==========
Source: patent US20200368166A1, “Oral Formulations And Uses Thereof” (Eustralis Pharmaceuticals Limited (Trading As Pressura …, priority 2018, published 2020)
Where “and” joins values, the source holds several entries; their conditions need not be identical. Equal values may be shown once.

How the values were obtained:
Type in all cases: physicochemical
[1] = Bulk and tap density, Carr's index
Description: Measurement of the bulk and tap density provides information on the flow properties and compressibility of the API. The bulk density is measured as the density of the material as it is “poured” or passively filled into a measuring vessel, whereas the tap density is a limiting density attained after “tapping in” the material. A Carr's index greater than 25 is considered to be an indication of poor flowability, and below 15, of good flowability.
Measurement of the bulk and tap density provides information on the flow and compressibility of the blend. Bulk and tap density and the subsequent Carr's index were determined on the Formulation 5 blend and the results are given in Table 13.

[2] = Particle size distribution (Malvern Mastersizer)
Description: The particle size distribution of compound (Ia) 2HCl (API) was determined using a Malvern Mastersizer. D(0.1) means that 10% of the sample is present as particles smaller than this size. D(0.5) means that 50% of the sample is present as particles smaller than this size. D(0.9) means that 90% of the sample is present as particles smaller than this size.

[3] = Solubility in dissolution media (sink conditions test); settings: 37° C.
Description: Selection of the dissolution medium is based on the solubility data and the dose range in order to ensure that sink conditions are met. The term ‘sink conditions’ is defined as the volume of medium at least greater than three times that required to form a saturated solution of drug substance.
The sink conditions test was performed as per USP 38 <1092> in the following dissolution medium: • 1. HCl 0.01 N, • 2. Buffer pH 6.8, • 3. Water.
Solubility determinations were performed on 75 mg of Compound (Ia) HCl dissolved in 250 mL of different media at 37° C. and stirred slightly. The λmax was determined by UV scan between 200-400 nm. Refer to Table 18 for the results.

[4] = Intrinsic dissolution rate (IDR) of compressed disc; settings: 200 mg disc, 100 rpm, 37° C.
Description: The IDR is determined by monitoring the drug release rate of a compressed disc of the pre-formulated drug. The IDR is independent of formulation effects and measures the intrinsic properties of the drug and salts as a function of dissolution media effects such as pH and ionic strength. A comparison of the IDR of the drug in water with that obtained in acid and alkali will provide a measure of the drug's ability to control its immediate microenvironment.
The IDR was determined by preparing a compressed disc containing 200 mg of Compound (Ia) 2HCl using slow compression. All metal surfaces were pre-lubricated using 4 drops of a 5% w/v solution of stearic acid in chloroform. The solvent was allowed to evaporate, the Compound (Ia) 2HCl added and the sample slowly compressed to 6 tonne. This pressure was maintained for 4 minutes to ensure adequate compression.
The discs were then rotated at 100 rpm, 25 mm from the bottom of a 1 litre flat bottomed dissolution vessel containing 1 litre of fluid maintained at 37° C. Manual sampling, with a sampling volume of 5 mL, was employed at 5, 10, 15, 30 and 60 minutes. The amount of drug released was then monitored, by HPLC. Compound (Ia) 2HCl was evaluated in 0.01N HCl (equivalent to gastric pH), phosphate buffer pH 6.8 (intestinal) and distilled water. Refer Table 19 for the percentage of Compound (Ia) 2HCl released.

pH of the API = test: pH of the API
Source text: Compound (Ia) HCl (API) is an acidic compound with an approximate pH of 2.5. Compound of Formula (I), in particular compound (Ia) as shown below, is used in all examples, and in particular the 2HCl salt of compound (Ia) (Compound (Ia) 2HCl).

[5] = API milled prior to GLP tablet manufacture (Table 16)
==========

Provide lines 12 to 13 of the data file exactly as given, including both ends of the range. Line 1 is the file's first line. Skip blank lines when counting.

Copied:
The sink conditions test was performed as per USP 38 <1092> in the following dissolution medium: • 1. HCl 0.01 N, • 2. Buffer pH 6.8, • 3. Water.
Solubility determinations were performed on 75 mg of Compound (Ia) HCl dissolved in 250 mL of different media at 37° C. and stirred slightly. The λmax was determined by UV scan between 200-400 nm. Refer to Table 18 for the results.